Rival Ivory Coast factions agreed today on a package of peace proposals to end a four-month civil war, sources close to the talks near here said.
The agreement -- which is expected to be approved by a summit of West African leaders this weekend in the French capital -- came as the Ivorian government accused neighboring Liberia of aiding the rebels.
"It has been signed. Everyone has signed it," said a delegate at the talks who declined to be named. Another source close to the talks also said a peace plan had been accepted.
A copy of the plan carried the signatures of representatives of all the Ivorian political parties and rebel groups at the talks, including those from President Laurent Gbagbo's ruling Ivorian Popular Front.
The plan calls for a new government of national reconciliation to be led by a prime minister chosen by wide consensus.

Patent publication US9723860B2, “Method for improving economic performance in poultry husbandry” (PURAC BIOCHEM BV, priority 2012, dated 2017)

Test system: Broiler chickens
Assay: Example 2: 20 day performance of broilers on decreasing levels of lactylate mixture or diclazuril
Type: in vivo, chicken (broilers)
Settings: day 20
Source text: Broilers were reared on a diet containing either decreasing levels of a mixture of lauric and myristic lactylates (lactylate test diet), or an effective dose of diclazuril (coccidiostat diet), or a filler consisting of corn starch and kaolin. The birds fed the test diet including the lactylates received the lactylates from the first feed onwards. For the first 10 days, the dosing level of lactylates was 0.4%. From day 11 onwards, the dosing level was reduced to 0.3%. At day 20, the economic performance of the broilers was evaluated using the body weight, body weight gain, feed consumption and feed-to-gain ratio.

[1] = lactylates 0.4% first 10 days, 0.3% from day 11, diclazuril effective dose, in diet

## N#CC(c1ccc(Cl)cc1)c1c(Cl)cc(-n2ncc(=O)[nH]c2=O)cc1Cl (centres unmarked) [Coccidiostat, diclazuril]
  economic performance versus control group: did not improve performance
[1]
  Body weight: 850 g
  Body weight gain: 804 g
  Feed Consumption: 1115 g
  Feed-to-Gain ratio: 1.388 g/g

Agreed upon after nine days of private talks, the plan also calls on a future government to set dates for "credible and transparent" elections and to organize the disarmament of fighting forces.
All parties to the talks -- including opposition parties and rebel factions -- will be included in the new government, it said.
Participants earlier said rebel chiefs and opposition parties who dispute Gbagbo's 2000 election had made a proposal under which Gbagbo could remain in office if he agreed to a premier from outside his party.
"This government of national reconciliation will be led by a prime minister of consensus who will stay in place until the next presidential election, at which he will not be able to stand," the plan said.
It did not specifically refer to Gbagbo's future role, but participants indicated beforehand that his position would not be challenged if he agreed to a national unity government.
The talks did not appear to be affected by the Ivorian army's accusation that Liberia was involved in a rebel attack Wednesday on the western Ivorian town of Toulepleu. Liberia said its regular forces were not involved.
Former colonial power France has about 2,500 troops in Ivory Coast upholding a shaky cease-fire and protecting a large expatriate community.